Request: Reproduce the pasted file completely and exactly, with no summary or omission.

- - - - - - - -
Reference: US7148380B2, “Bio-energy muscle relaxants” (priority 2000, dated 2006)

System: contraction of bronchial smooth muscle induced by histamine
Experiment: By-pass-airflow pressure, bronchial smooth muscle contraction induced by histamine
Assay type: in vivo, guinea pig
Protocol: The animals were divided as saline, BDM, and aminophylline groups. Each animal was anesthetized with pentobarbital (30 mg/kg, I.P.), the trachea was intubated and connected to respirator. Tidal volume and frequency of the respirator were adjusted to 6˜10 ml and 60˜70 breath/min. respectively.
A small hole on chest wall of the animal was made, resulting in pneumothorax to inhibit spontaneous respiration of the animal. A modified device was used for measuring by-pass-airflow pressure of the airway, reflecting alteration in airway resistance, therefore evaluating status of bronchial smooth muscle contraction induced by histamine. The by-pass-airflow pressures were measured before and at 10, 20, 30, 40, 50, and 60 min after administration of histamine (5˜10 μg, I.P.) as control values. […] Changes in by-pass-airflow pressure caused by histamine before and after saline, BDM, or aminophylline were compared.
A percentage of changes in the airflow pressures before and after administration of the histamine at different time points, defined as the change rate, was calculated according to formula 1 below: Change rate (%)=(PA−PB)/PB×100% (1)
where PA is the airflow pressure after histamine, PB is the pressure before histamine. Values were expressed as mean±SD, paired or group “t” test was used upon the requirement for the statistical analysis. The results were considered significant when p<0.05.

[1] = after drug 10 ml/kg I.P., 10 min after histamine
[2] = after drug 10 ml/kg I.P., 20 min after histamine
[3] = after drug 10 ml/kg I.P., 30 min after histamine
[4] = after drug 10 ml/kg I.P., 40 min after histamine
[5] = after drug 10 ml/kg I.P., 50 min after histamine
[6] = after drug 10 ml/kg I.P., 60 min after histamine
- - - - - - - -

Reference: US7148380B2, “Bio-energy muscle relaxants” (priority 2000, dated 2006)

System: contraction of bronchial smooth muscle induced by histamine
Experiment: By-pass-airflow pressure, bronchial smooth muscle contraction induced by histamine
Assay type: in vivo, guinea pig
Protocol: The animals were divided as saline, BDM, and aminophylline groups. Each animal was anesthetized with pentobarbital (30 mg/kg, I.P.), the trachea was intubated and connected to respirator. Tidal volume and frequency of the respirator were adjusted to 6˜10 ml and 60˜70 breath/min. respectively.
A small hole on chest wall of the animal was made, resulting in pneumothorax to inhibit spontaneous respiration of the animal. A modified device was used for measuring by-pass-airflow pressure of the airway, reflecting alteration in airway resistance, therefore evaluating status of bronchial smooth muscle contraction induced by histamine. The by-pass-airflow pressures were measured before and at 10, 20, 30, 40, 50, and 60 min after administration of histamine (5˜10 μg, I.P.) as control values. […] Changes in by-pass-airflow pressure caused by histamine before and after saline, BDM, or aminophylline were compared.
A percentage of changes in the airflow pressures before and after administration of the histamine at different time points, defined as the change rate, was calculated according to formula 1 below: Change rate (%)=(PA−PB)/PB×100% (1)
where PA is the airflow pressure after histamine, PB is the pressure before histamine. Values were expressed as mean±SD, paired or group “t” test was used upon the requirement for the statistical analysis. The results were considered significant when p<0.05.

[1] = after drug 10 ml/kg I.P., 10 min after histamine
[2] = after drug 10 ml/kg I.P., 20 min after histamine
[3] = after drug 10 ml/kg I.P., 30 min after histamine
[4] = after drug 10 ml/kg I.P., 40 min after histamine
[5] = after drug 10 ml/kg I.P., 50 min after histamine
[6] = after drug 10 ml/kg I.P., 60 min after histamine